Tillman Johnson DE 6'1, 243 So. 2 stars (5.3) 0.7694 8 8.5 1.3% 4.0 4.0 0 0 0 0
Sid Moore DT 6'1, 257 So. NR NR 9 8.5 1.3% 3.5 1.5 0 0 0 0
Andy Flusche DE 6'3, 261 So. NR NR 7 8.0 1.3% 2.5 1.5 0 0 0 0
Alexander Lincoln DT
10 8.0 1.3% 2.5 2.5 0 2 0 0
Dutton Watson DT
5 2.5 0.4% 1.5 1.5 1 0 0 0
Mustafa Haboul DT 6'0, 267 Jr. 2 stars (5.2) 0.7000 4 1.5 0.2% 0.0 0.0 0 0 0 0
Jareid Combs DE 6'3, 248 Jr. 2 stars (5.2) 0.7811
Joseph Ozougwu DE 6'3, 205 Fr. 2 stars (5.4) 0.8000







7. Injuries hurt in the present tense...

...but help in the future tense. When glancing at a team's individual defensive stats, I tend to take a quick approach to determining whether someone was a regular: if he averaged at least a tackle per game played, he was probably in the rotation.

In 2013, UNT had six regulars on the defensive line and five at linebacker. In 2014, the Mean Green had eight and six, respectively, and a ninth lineman averaged 0.9 per game.

That is a sign of constant shuffling. Only two of the nine played in all 12 games. Leading pass rusher Chad Polk missed two games, fellow starting end Daryl Mason missed three. Sir Calvin Wallace was the only tackle to play in all 12 games. Considering 2013's top two ends and top two tackles were gone, this led UNT right past "depth issues" and into "depth crisis."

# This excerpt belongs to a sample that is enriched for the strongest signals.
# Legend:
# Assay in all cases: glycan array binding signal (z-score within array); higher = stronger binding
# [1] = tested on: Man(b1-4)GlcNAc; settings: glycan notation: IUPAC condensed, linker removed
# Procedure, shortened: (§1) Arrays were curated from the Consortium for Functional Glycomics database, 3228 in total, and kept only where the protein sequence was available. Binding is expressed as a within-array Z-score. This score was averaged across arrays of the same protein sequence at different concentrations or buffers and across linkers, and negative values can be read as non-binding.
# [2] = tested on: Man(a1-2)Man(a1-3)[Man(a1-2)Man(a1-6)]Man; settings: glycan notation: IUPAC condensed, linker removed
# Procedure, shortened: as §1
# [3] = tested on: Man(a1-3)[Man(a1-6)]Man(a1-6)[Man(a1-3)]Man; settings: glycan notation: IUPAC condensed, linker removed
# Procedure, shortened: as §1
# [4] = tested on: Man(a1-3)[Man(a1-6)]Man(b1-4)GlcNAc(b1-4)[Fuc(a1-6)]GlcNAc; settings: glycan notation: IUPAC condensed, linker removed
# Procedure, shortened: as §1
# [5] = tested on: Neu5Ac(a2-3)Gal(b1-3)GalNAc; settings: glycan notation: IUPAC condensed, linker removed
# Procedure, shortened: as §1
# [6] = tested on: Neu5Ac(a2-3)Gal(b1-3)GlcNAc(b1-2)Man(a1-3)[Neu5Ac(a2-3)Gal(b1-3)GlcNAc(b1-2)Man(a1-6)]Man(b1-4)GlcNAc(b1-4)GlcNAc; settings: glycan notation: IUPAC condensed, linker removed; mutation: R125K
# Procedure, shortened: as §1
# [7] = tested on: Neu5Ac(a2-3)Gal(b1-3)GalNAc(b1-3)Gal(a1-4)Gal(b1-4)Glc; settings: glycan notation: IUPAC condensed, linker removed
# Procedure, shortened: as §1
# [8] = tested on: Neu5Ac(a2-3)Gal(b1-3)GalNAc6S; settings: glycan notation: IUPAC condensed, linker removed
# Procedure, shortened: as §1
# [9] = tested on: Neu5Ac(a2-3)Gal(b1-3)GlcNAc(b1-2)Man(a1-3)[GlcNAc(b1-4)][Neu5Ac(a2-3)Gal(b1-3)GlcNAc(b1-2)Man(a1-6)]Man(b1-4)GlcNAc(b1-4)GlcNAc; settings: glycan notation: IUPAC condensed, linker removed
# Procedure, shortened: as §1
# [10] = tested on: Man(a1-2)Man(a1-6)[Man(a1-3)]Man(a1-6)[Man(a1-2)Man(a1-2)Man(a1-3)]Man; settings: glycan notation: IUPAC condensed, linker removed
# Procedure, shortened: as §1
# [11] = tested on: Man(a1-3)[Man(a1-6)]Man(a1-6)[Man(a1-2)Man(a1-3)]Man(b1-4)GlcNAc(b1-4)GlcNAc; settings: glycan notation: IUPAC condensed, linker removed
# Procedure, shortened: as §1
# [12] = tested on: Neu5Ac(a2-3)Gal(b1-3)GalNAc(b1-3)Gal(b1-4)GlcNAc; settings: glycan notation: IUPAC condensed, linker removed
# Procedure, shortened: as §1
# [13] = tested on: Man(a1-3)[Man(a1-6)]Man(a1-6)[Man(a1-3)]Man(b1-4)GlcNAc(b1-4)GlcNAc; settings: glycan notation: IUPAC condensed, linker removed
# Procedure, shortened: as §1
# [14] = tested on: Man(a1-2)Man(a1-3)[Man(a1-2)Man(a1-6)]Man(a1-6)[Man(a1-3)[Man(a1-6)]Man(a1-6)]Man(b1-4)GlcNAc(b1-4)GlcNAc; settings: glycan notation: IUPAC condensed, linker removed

Mason is gone, but the other eight linemen who got decent playing time are back, including Polk and Wallace. Toss in JUCO transfer Jareid Combs, and on paper you've got depth far beyond what you had. The pass rush should continue to be solid, but the run defense has a bit to prove.

At linebacker, UNT's best run supporter Derek Akunne is gone, but five others got experience last year. Of course, experience only matters for players with potential, and the five primary returnees combined for just 8.5 tackles for loss and four pass breakups; Akunne had 8.5 and two by himself.

Linebackers

Name Pos Ht, Wt 2015
Year
Rivals 247 Comp. GP Tackles % of Team TFL Sacks Int PBU FF FR
Derek Akunne OLB
12 86.5 13.6% 8.5 3.0 0 2 3 0
Fred Scott MLB 5'11, 238 Jr. 2 stars (5.2) 0.7844 12 40.5 6.4% 2.5 0.0 0 1 0 0
Jamal Marshall OLB 6'3, 203 Sr. 2 stars (5.4) 0.7000 12 31.5 5.0% 1.5 0.0 0 0 0 0
Anthony Wallace MLB 6'0, 236 Sr. 4 stars (5.8) 0.9414 9 21.5 3.4% 0.0 0.0 0 2 0 0
Sed Ellis OLB 6'3, 210 Jr. 2 stars (5.4) 0.7826 12 18.0 2.8% 1.0 0.0 0 1 0 0